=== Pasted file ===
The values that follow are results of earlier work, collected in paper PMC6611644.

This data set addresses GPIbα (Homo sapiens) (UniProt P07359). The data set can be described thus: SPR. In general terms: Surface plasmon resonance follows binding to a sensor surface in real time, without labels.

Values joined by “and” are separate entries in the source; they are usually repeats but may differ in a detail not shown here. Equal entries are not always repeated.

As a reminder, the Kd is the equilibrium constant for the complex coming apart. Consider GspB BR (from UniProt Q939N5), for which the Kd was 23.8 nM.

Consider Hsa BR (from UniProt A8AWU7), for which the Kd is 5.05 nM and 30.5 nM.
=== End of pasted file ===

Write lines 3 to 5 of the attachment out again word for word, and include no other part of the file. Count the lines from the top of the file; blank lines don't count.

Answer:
Values joined by “and” are separate entries in the source; they are usually repeats but may differ in a detail not shown here. Equal entries are not always repeated.

As a reminder, the Kd is the equilibrium constant for the complex coming apart. Consider GspB BR (from UniProt Q939N5), for which the Kd was 23.8 nM.

Consider Hsa BR (from UniProt A8AWU7), for which the Kd is 5.05 nM and 30.5 nM.